“Our approach seeks to support moms, dads and families in helping their loved one – especially if that loved one is a child – through their gender confusion without further fueling that confusion or making their child think their problem can be ‘solved’ with surgical or hormonal interventions which, as more and more people are beginning to realize, is a cruel and, sometimes, catastrophic deception.”
In order to create an environment that upholds the truth of human anthropology while also offering authentic pastoral support to those suffering with gender dysphoria, the new Diocese of Lansing policy requires that all Catholic parishes, schools, institutions, charities agencies, and other agencies respect the biological sex of the human person as given by God and, thus, apply all policies and procedures in relation to that person according to that person’s God-given biological sex. Examples of this policy in practice include:
- All school students and their parents will be addressed and referred to with pronouns in accord with their God-given biological sex;
- Students will participate in competitive athletics in accord with their God-given biological sex;
- Catholic schools will not allow, or otherwise cooperate in, the administration of puberty-blocking or cross-sex hormones;
- All students will use bathrooms and locker rooms that correspond with their God-given biological sex. On a case-by-case basis, students who have been clinically diagnosed with gender dysphoria may request the use of a single-person, unisex facility.
- The Diocese encourages counseling for those whose sexual identity causes them distress or confusion as well as those who suffer from or are diagnosed with gender dysphoria. Counselors or other medical professionals treating those with sexuality-related distress or those with gender dysphoria should hold a correct Christian anthropology of the human person and understand and adhere to Catholic teaching.
- The Diocese opposes any transgender therapies or surgeries that are undertaken with the intent of helping a person “transition” away from his or her biological sex, while also recognizing that appropriate medical care may be necessary in rare cases of true genetic or physical anomalies.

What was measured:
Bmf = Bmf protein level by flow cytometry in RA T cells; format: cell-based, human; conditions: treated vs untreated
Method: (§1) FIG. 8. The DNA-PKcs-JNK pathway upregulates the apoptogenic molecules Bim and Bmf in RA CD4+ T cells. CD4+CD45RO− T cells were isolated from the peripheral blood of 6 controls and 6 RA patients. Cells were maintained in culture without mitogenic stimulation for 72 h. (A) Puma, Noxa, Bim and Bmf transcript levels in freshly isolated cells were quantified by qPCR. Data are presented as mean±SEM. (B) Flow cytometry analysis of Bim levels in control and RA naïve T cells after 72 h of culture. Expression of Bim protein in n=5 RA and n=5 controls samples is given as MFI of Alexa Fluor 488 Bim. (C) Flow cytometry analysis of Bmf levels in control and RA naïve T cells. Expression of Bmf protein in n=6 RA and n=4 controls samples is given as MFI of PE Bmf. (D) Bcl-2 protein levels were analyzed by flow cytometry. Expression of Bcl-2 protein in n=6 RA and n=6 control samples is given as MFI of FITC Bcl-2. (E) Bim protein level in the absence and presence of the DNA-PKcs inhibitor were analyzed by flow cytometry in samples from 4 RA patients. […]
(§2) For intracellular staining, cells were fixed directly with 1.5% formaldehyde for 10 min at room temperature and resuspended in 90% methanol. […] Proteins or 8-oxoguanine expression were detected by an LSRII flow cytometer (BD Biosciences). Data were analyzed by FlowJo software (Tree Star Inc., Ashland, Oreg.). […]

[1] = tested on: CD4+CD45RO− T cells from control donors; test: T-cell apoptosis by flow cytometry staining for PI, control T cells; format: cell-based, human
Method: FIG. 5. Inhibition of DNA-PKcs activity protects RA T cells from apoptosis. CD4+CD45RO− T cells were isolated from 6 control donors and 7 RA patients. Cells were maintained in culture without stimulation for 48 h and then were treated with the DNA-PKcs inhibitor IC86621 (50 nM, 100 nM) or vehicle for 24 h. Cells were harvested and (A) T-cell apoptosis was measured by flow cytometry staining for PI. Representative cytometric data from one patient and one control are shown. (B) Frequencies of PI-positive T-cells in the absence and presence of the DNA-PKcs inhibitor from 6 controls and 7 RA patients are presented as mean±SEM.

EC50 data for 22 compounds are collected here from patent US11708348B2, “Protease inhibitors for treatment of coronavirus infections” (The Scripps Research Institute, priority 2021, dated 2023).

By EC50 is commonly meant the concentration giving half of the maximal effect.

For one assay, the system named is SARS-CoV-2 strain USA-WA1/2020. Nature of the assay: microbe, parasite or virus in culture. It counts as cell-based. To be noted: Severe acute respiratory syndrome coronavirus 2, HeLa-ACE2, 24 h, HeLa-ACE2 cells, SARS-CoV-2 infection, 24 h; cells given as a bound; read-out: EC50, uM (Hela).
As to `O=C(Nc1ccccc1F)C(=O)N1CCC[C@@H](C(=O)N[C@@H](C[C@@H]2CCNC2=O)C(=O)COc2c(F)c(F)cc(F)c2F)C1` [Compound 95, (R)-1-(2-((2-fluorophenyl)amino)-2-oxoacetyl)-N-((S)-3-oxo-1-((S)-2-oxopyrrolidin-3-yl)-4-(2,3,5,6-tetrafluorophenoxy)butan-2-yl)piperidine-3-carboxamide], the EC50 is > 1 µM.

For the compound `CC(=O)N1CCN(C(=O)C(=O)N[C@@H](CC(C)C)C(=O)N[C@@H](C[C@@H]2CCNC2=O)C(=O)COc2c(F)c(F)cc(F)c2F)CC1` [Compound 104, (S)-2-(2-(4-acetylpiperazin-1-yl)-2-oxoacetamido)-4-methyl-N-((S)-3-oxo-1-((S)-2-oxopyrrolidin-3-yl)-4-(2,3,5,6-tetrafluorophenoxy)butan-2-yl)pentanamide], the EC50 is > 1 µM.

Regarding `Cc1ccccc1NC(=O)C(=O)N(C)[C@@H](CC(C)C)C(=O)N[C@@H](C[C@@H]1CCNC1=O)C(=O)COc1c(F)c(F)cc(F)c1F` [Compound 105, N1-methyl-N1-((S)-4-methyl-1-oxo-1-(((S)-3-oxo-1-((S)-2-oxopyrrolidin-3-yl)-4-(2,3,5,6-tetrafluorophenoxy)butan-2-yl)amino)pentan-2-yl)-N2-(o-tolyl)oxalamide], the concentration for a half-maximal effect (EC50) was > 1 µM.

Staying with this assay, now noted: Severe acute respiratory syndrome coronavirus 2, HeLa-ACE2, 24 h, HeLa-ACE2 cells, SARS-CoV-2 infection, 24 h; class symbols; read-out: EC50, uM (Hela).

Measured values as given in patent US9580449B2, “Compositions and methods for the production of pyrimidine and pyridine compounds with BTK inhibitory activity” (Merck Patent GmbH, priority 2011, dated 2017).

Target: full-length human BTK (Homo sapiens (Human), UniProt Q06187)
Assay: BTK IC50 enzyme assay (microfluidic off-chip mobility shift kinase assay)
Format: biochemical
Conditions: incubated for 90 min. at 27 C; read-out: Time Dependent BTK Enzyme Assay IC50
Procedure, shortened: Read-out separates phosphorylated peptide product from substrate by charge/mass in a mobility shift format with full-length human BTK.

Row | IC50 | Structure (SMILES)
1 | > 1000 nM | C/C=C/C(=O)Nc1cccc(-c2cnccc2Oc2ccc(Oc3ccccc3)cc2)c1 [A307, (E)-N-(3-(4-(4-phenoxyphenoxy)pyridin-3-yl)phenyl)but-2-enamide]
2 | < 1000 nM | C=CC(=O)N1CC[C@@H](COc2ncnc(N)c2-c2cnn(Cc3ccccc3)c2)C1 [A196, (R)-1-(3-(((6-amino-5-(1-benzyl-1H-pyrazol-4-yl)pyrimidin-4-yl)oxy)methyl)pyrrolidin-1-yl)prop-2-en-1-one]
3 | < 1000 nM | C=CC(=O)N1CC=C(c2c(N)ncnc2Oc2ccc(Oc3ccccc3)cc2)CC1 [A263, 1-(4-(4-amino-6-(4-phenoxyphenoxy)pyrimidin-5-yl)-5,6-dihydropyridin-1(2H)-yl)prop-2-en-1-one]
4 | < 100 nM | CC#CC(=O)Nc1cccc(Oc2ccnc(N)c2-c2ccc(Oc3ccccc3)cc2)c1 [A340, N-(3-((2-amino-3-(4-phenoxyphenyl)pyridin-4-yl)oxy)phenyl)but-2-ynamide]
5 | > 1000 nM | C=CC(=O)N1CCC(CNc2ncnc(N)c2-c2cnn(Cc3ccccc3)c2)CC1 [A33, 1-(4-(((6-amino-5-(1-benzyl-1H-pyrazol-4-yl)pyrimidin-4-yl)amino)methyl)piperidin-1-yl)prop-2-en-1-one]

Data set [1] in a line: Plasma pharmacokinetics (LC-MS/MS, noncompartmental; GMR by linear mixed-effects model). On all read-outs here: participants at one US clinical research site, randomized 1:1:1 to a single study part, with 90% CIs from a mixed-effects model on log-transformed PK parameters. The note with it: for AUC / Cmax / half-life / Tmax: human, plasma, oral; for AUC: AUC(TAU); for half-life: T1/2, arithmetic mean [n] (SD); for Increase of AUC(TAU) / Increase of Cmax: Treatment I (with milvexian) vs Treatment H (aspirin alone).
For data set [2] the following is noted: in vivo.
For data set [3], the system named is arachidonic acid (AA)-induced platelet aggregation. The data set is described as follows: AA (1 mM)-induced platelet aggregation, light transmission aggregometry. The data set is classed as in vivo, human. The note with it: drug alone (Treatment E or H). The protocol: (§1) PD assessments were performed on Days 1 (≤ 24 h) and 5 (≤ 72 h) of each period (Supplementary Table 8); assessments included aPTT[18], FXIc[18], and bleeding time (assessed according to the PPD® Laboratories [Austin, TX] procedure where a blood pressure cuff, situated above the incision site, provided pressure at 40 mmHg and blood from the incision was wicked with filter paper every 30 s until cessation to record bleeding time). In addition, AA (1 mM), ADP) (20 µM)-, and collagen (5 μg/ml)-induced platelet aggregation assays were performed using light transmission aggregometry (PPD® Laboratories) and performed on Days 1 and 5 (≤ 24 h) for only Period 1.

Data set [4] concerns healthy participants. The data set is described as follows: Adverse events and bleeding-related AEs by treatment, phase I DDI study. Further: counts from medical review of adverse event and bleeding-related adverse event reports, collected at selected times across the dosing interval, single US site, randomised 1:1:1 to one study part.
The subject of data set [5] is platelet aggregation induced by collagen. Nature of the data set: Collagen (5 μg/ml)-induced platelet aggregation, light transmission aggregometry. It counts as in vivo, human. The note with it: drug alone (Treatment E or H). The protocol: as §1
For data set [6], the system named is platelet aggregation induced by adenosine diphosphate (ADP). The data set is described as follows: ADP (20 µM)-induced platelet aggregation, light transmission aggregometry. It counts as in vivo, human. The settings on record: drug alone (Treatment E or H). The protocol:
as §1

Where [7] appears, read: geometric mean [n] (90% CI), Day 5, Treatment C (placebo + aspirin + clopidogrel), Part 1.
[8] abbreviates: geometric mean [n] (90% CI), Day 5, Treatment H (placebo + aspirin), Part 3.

The launch of the new Diocese of Lansing policy on “gender identity” coincides with the emergence of legal actions brought by adults alleging malpractice by health authorities who, it is claimed, recklessly encouraged them to “transition” as children. A notable recent case is that of 23-year-old English woman, Keira Bell, who suffered from gender dysphoria as a teenager and was prescribed puberty blockers and testosterone before having her breasts removed at the age of 20. Miss Bell, who fears she may now be infertile, won her legal action at the High Court in London last month, effectively banning the United Kingdom's only gender clinic from giving puberty-blocking drugs to children.
Stories similar to that of Keira Bell seem to be increasingly common across the western world. Indeed, over the past decade, there has been a significant increase in gender dysphoria among American adolescents with the majority of cases being girls who identify as boys or “non-binary”.
“Our wonderful Catholic teachers are overwhelmingly motivated in all they do by the love of Jesus Christ and they seek to bring that love to the care of their students,” said Tom Maloney, Superintendent of Schools for the Diocese of Lansing.
“Applying that compassion to new ethical dilemmas such as gender dysphoria can be challenging – that’s why this new diocesan policy on gender identity will help our teachers form our students in truth and love in order to promote authentic happiness and uphold the common good.”
* The new Diocese of Lansing policy on the Human Person and Gender Dysphoria can be accessed here.
* The Theological Guide accompanying the new policy can be accessed here.